I’ve never felt the urge to do so, what with the smarmy hypocrites governments palm off on us. So I was surprised, when, sifting through my collection of cut-out images the other day, I suddenly found myself concocting a heroic, iconic image of Jeremy Corbyn, the newly-elected leader of the British Labour Party. With his head cut from a City AM front page and his torso from an action movie, I set to work to find a suitable background, and with the addition of a cracked halo – voila! – King Corbyn!
I have to admit I’ve been smitten by the sudden Corbyn-mania sweeping the country, agreeing with all of his ‘far-left’ policies – Scrap Trident, leave NATO, abolish austerity and the monarchy, amongst others. The British right-wing media (almost all) try to disparage and belittle the man and his ideas as much as they can, even sneering at his lack of dress sense, so I’ve made him a bit flash in the picture, stuff he’d never wear in real life.
Corbyn went up even further in my estimation when, shirt top-button undone at a war memorial ceremony in Westminster Abbey on Sunday, he remained silent as the rest of the congregation sang the National Anthem.
“God Save Our Gracious Queen”? I don’t think so! Good for him!
A man of principle, and now of power, Corbyn has accepted an invitation to join the Privy Council, the elite board of Ministers elected as advisers to the Queen. The self-confessed Republican demurred over whether he would perform the customary bow and light brush-kiss of the monarch’s outstretched gloved hand at his inauguration. “Some old things have to change..”
Anyway, pleased with my picture and the wording, which could be a kind of chant – “TORIES OUT! LABOUR IN! JEREMY CORBYN – PARTY KING!” – on Tuesday morning I made some photocopies of it and headed for Parliament, where Corbyn was to make his maiden speech at Prime Minister’s Question Time in the House of Commons at midday. I was sure that there’d be other supporters outside. I planned to stand on the green opposite Parliament to display the collage and hand out copies to people who wanted one.
But when I got off the tube at Westminster the weather was atrocious. Both heavy rain and drizzle descended incessantly from a thick blanket of grey clouds. I sheltered under the arches opposite Big Ben, holding up my damp poster for the inspection of passing brief-cased politicians and bemused umbrella-wielding tourists. It was wet, man!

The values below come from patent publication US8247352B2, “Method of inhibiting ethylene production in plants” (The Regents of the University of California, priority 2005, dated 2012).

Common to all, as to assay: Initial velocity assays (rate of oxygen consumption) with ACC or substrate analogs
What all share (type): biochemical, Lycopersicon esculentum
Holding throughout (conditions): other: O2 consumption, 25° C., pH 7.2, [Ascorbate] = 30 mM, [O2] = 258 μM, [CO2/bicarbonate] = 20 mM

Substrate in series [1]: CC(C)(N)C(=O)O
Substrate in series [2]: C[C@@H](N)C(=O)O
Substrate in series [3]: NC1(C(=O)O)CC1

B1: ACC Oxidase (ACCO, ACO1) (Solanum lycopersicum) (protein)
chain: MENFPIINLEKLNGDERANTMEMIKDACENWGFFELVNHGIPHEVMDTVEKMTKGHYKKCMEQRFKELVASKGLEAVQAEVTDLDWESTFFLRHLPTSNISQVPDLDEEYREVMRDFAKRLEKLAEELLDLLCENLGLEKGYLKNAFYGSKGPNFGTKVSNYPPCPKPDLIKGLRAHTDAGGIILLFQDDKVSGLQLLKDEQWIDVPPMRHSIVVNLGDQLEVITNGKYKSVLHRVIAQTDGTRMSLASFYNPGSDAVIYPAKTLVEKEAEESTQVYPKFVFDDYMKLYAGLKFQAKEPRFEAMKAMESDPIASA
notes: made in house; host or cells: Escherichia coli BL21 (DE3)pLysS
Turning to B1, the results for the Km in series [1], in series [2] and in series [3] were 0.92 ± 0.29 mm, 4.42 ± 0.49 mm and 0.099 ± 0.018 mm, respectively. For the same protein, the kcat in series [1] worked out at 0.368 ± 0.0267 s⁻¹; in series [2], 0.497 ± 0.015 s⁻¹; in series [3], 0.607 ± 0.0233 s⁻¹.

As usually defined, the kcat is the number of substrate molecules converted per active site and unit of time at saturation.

A fresh-faced, red-haired young man, head covered against the rain by a Palestinian flag, joined me for a chat, giving my picture the thumbs-up. He was on his way to a football match between his team and a visiting Israel team from Tel Aviv. He intended to wave the flag there in protest, but in the meantime had dropped off in Parliament Square to see what was happening. He was very enthusiastic about Corbyn and his policies, and we both waxed positive on his support of Palestinian rights.
Only last week British Tory Prime Minister David Cameron had entertained Israeli leader Benjamin Netanyahu, who last visited the country for the 2013 funeral of former prime minister Margaret Thatcher. They met at Number 10 to "discuss diplomatic, strategic and bilateral issues, as well as joint challenges in the fields of security, economics and cyber.” Cameron said that the talks would seek "to enhance what is already a very good relationship".
In a statement, the UK based Palestine Solidarity Campaign said: “We want to know why David Cameron is welcoming a man directly responsible for UN-identified war crimes to the UK. Instead of welcoming Netanyahu, he should be imposing immediate sanctions and an arms embargo on Israel until it complies with international law and ends the occupation and the siege on Gaza.” More than 500 children were among the 2,100 Palestinians killed, the majority of them civilians.
Demands by protestors that Netanyahu be arrested for war crimes were met with disdain by the government. Not wiv Corbyn, they wouldn’t! But as far as we could see, there weren’t any other protestors or supporters out there in the pouring rain.
Suddenly a march of uniformed soldiers trooped past to the beat of drums, heading for a ceremony at nearby Westminster Abbey to honour service men and women returning from ‘duties in Africa during the Ebola Crisis’; a queue of black London taxis encircled and blocked Parliament Square, blaring their horns in a protest strike at the takeover of Uber cabs, and a jumbo jet flew dangerously low overhead, ploughing the pelting clouds above the dedraggled rain-sodden crowd of tourists and yellow-jacketted policemen. It was like a scene from a nightmare.
I’d been there over an hour and decided to split; but before I did, I asked my new friend Tom if he’d heard about the shooting of a black man by police in the suburb of Brixton in late September. He said he hadn’t, and was shocked when I told him about the case, which has gone ignored or suppressed by the media and press for nearly a month. We pondered whether a government D Notice had been place on the story in order to avoid social unrest.
Last week David Cameron, like other posh capitalists, nervous as hell about the way things have been going since Jeremy’s election as Labour leader, described him as “a threat to National Security.” We say: “Nuts to you, David.” And the press can’t ignore him or his views, no matter how they’d like to.
Carry on, Corbyn! We’re with you!